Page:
She entered her parents’ bedroom in search of the item her mother requested. The room was essentially a mirror image of itself in structural layout, with each side occupied by either her father’s or her mother’s belongings (her father’s always on the left, her mother’s always on the right). Her eyes locked on to the accessory on the right side of the room instantly. Within a few steps, the soft fabric was in her hands, uncovering the music box that laid underneath. She stared at the intricate wood carving for a moment, admiring its beauty, and then turned around to return to her mother.
“Viens jouer avec moi.”
Violetta stopped in her tracks, facing the door on her father’s half of the room. While she did not recognize the delicate, enticing voice, she did, however, recognize the words the voice spoke; come play with me.
“Viens jouer avec moi,” the voice repeated, light and airy with a pleasing hum underlying her tone.
The young girl turned around in search of the owner of the voice, but saw no one.
“Violetta,” the voice purred, “viens jouer avec moi.”
She stepped forward, drawn towards the music box once more. The mysterious woman sang out again in her hauntingly melodic voice. Violetta felt an overwhelming desire to answer the voice’s clarion call, despite her mother’s warning sounding off in the back of her mind.
“Viens ici, mon doux enfant,” the voice encouraged.
She nodded at her words—come here, my sweet child—and erased all doubt from her thoughts, thus moving to stand directly in front of her mother’s dresser. Her hand lifted and touched the top of the music box, smoothing her fingers over the edge, then gripped it and meticulously lifted the lid up. A soft tune comprised of twinkling bells emanated from within. The girl peered into the box and looked at the figurine that was twirling to the song. The ballerina was posed in a typical form, one Violetta had seen, and had accomplished herself, many times before; arms above her head, raised up on the tips of her toes, and eyes gently closed as a look of pure serenity washed over her porcelain face. Oh, how she wished to be as beautiful and happy as the graceful ballerina was!
“Violetta…” The voice was louder, but somehow just as gentle as before.
She lifted her small, slender fingers and reached out towards the twirling woman. The music began to swell around her, building in an intensity and drawing the child closer and closer. Finally, her fingers brushed against the head of the ballerina, and she cried out. Her eyes shut tightly as she released her mother’s scarf, allowing it to freely float to the floor.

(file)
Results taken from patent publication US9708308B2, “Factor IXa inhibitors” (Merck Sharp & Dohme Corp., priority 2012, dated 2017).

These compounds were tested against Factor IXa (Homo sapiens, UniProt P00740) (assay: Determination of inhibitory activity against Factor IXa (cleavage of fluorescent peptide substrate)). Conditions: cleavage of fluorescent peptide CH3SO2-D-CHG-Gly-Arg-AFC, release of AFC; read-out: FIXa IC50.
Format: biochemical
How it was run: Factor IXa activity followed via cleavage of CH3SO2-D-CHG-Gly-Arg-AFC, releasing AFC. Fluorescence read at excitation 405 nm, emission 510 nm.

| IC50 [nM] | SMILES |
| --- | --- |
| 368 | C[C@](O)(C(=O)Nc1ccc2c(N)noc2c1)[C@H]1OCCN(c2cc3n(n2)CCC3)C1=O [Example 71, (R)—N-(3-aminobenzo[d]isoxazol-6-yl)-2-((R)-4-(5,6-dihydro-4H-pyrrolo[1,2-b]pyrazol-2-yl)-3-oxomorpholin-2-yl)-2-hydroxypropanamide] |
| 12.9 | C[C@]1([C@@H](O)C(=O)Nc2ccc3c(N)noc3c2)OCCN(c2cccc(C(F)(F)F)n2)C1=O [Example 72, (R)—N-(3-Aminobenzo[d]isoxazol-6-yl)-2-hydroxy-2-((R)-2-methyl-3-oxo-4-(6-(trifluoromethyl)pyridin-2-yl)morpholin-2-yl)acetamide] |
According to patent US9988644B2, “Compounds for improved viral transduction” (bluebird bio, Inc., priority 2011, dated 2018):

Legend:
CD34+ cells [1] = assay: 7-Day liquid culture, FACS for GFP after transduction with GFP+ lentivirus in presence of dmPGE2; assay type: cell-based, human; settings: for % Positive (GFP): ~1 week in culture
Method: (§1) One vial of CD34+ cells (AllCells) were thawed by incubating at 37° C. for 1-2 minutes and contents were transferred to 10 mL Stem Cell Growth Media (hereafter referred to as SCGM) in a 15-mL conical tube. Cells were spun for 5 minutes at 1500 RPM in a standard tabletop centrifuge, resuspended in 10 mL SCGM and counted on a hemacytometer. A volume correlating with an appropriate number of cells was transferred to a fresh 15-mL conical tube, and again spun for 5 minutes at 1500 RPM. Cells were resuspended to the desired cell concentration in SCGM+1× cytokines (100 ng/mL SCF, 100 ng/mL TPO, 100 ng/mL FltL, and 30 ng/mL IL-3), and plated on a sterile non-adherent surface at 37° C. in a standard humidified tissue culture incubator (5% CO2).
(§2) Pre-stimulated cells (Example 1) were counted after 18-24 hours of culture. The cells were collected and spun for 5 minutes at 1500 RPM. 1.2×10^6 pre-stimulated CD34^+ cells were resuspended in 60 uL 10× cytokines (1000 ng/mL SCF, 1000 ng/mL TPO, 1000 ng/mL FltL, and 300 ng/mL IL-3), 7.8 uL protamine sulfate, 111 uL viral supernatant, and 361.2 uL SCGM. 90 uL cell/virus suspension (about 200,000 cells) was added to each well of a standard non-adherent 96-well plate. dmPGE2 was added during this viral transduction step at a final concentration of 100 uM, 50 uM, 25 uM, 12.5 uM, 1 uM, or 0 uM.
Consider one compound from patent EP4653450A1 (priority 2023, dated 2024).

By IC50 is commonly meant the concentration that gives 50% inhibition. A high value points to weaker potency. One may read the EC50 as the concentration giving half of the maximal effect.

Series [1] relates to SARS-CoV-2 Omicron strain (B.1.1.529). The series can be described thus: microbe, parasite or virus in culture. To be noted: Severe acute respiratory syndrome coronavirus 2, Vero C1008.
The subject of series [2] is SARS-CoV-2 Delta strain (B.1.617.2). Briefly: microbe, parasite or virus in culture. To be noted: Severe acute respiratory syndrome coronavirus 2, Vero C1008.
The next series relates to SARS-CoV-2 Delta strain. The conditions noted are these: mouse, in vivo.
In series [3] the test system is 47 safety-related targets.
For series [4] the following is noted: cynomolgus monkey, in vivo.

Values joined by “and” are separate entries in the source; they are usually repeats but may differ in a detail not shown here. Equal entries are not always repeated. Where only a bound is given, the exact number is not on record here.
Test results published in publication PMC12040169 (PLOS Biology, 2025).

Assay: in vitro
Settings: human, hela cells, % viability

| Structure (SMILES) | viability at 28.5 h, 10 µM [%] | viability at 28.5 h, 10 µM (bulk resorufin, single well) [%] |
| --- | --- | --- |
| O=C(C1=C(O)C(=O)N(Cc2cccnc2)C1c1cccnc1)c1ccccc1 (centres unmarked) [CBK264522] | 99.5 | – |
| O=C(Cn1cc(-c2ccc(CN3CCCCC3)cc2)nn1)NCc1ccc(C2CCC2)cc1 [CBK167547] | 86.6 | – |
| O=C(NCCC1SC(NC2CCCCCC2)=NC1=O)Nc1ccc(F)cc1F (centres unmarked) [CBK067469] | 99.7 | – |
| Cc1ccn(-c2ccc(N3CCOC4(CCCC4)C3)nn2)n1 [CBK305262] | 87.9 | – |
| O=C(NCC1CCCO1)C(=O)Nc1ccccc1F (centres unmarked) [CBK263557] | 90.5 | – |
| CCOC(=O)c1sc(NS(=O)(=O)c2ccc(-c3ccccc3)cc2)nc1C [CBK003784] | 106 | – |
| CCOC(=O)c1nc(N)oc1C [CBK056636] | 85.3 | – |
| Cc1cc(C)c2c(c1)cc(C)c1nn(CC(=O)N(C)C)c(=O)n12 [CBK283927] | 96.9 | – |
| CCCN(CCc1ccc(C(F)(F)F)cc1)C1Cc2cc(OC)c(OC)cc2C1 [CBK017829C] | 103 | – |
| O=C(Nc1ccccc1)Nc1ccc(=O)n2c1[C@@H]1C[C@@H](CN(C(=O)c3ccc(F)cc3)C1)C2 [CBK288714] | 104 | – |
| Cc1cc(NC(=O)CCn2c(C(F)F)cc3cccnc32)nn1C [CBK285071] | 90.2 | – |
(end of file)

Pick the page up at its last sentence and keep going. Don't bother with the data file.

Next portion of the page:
Everything was dark. The only noise she heard was the song of the music box playing again, back to its soft tune. She tried to move, but found she was unable.
“Darling?” her mother called. “Is everything alright?”
Mummy! She tried to scream. Mummy, please help me!
“Yes, Mummy. I just dropped your scarf on the floor,” she heard her voice explain.
“Well, hurry, dear. We need to leave soon.”
She heard her mother’s footsteps, along with her voice, fade away, leaving her alone. Except, she wasn’t alone just yet.
The dreamy voice she had once trusted spoke over the quiet music, saying only one thing; “Au revoir, Violetta.”
The music stopped instantly.
End of the Line
By Paul Alex Gray
narrated by Trendane Sparks
“Look Daddy, a girl is in there.”
Adam nodded absentmindedly while fighting to unfurl the soggy tube map. Throngs of passengers pushed past, up the stairs and into the rain.
Now were we meant to switch to the Northern? Or the Piccadilly line?
“Jess,” said Adam. “We need to go back to the platform.”
He looked up from the map and looked to the near-empty corridor but his daughter was nowhere to be seen. His heart sank and he gulped.
“Jess?” He said loudly.
He dashed along the corridor and up the stairs. A few commuters were hurrying away as a black cab drove by, spilling water onto the pavement.
“Jess, where are you!”
He ran back through the corridor as a rumbling sound grew, the deep thudding booms of a train moving somewhere above, or maybe below. A gust of air came, hot and tinged with brake oil and smoke. He was just about to check the platform when a flash of colour caught his eye. Turning, he saw a metal grille in the wall, and within it, something moving.